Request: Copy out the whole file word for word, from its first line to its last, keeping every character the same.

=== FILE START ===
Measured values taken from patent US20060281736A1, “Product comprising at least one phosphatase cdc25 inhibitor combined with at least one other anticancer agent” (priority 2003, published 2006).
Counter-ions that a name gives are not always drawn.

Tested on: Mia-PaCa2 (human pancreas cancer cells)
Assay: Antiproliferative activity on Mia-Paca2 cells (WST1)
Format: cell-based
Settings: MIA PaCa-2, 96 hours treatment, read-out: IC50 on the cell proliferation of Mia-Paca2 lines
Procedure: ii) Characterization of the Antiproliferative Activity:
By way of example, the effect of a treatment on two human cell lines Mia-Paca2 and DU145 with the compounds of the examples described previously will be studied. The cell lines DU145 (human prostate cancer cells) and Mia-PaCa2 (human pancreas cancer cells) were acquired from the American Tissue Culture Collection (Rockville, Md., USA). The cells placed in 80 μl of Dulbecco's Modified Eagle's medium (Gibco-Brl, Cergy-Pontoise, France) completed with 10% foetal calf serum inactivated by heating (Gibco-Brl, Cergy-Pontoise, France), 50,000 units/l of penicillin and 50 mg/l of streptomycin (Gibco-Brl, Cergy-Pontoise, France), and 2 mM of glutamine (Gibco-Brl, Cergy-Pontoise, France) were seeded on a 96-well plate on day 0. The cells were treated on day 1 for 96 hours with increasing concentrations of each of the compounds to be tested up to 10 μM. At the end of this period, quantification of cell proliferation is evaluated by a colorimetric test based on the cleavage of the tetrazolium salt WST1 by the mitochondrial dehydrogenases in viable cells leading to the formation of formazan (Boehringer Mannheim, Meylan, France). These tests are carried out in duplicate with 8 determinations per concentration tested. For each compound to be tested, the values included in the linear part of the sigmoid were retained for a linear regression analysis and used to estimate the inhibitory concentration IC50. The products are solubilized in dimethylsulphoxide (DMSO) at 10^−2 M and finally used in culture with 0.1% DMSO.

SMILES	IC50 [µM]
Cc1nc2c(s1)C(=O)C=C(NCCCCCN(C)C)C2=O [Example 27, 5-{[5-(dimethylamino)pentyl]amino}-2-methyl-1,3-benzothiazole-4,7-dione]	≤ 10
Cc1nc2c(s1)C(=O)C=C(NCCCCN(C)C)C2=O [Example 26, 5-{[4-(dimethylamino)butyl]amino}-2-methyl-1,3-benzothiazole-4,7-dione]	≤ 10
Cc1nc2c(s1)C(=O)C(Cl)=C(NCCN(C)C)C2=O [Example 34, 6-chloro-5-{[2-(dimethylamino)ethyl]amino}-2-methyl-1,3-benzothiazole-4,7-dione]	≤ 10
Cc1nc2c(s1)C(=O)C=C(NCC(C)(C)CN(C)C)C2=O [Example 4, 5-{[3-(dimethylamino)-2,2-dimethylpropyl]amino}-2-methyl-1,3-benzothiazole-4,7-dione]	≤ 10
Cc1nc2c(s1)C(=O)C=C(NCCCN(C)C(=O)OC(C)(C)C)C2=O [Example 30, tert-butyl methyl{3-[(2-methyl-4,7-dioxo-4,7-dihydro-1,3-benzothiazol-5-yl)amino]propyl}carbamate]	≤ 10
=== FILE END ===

Measured values taken from patent US20060281736A1, “Product comprising at least one phosphatase cdc25 inhibitor combined with at least one other anticancer agent” (priority 2003, published 2006).
Counter-ions that a name gives are not always drawn.

Tested on: Mia-PaCa2 (human pancreas cancer cells)
Assay: Antiproliferative activity on Mia-Paca2 cells (WST1)
Format: cell-based
Settings: MIA PaCa-2, 96 hours treatment, read-out: IC50 on the cell proliferation of Mia-Paca2 lines
Procedure: ii) Characterization of the Antiproliferative Activity:
By way of example, the effect of a treatment on two human cell lines Mia-Paca2 and DU145 with the compounds of the examples described previously will be studied. The cell lines DU145 (human prostate cancer cells) and Mia-PaCa2 (human pancreas cancer cells) were acquired from the American Tissue Culture Collection (Rockville, Md., USA). The cells placed in 80 μl of Dulbecco's Modified Eagle's medium (Gibco-Brl, Cergy-Pontoise, France) completed with 10% foetal calf serum inactivated by heating (Gibco-Brl, Cergy-Pontoise, France), 50,000 units/l of penicillin and 50 mg/l of streptomycin (Gibco-Brl, Cergy-Pontoise, France), and 2 mM of glutamine (Gibco-Brl, Cergy-Pontoise, France) were seeded on a 96-well plate on day 0. The cells were treated on day 1 for 96 hours with increasing concentrations of each of the compounds to be tested up to 10 μM. At the end of this period, quantification of cell proliferation is evaluated by a colorimetric test based on the cleavage of the tetrazolium salt WST1 by the mitochondrial dehydrogenases in viable cells leading to the formation of formazan (Boehringer Mannheim, Meylan, France). These tests are carried out in duplicate with 8 determinations per concentration tested. For each compound to be tested, the values included in the linear part of the sigmoid were retained for a linear regression analysis and used to estimate the inhibitory concentration IC50. The products are solubilized in dimethylsulphoxide (DMSO) at 10^−2 M and finally used in culture with 0.1% DMSO.

SMILES	IC50 [µM]
Cc1nc2c(s1)C(=O)C=C(NCCCCCN(C)C)C2=O [Example 27, 5-{[5-(dimethylamino)pentyl]amino}-2-methyl-1,3-benzothiazole-4,7-dione]	≤ 10
Cc1nc2c(s1)C(=O)C=C(NCCCCN(C)C)C2=O [Example 26, 5-{[4-(dimethylamino)butyl]amino}-2-methyl-1,3-benzothiazole-4,7-dione]	≤ 10
Cc1nc2c(s1)C(=O)C(Cl)=C(NCCN(C)C)C2=O [Example 34, 6-chloro-5-{[2-(dimethylamino)ethyl]amino}-2-methyl-1,3-benzothiazole-4,7-dione]	≤ 10
Cc1nc2c(s1)C(=O)C=C(NCC(C)(C)CN(C)C)C2=O [Example 4, 5-{[3-(dimethylamino)-2,2-dimethylpropyl]amino}-2-methyl-1,3-benzothiazole-4,7-dione]	≤ 10
Cc1nc2c(s1)C(=O)C=C(NCCCN(C)C(=O)OC(C)(C)C)C2=O [Example 30, tert-butyl methyl{3-[(2-methyl-4,7-dioxo-4,7-dihydro-1,3-benzothiazol-5-yl)amino]propyl}carbamate]	≤ 10